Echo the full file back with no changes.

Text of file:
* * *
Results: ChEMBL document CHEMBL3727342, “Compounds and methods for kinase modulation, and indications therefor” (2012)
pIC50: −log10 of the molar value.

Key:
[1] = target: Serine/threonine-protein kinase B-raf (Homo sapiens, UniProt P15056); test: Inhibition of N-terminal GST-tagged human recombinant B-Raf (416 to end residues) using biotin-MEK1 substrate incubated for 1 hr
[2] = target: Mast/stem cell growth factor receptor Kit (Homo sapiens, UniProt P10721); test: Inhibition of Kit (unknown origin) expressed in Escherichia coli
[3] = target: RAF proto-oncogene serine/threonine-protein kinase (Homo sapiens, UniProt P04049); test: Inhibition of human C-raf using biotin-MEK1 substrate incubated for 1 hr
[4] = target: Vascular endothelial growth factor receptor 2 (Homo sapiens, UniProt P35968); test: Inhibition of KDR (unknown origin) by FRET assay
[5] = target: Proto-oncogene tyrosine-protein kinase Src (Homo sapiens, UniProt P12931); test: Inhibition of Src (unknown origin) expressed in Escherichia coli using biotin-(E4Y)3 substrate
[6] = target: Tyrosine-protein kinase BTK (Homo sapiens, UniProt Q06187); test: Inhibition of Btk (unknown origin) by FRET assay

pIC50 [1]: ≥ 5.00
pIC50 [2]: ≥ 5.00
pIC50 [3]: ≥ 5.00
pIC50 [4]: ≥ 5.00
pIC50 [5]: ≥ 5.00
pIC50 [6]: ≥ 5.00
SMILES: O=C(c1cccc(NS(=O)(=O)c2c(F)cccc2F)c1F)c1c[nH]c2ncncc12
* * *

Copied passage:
Results: ChEMBL document CHEMBL3727342, “Compounds and methods for kinase modulation, and indications therefor” (2012)
pIC50: −log10 of the molar value.

Key:
[1] = target: Serine/threonine-protein kinase B-raf (Homo sapiens, UniProt P15056); test: Inhibition of N-terminal GST-tagged human recombinant B-Raf (416 to end residues) using biotin-MEK1 substrate incubated for 1 hr
[2] = target: Mast/stem cell growth factor receptor Kit (Homo sapiens, UniProt P10721); test: Inhibition of Kit (unknown origin) expressed in Escherichia coli
[3] = target: RAF proto-oncogene serine/threonine-protein kinase (Homo sapiens, UniProt P04049); test: Inhibition of human C-raf using biotin-MEK1 substrate incubated for 1 hr
[4] = target: Vascular endothelial growth factor receptor 2 (Homo sapiens, UniProt P35968); test: Inhibition of KDR (unknown origin) by FRET assay
[5] = target: Proto-oncogene tyrosine-protein kinase Src (Homo sapiens, UniProt P12931); test: Inhibition of Src (unknown origin) expressed in Escherichia coli using biotin-(E4Y)3 substrate
[6] = target: Tyrosine-protein kinase BTK (Homo sapiens, UniProt Q06187); test: Inhibition of Btk (unknown origin) by FRET assay

pIC50 [1]: ≥ 5.00
pIC50 [2]: ≥ 5.00
pIC50 [3]: ≥ 5.00
pIC50 [4]: ≥ 5.00
pIC50 [5]: ≥ 5.00
pIC50 [6]: ≥ 5.00
SMILES: O=C(c1cccc(NS(=O)(=O)c2c(F)cccc2F)c1F)c1c[nH]c2ncncc12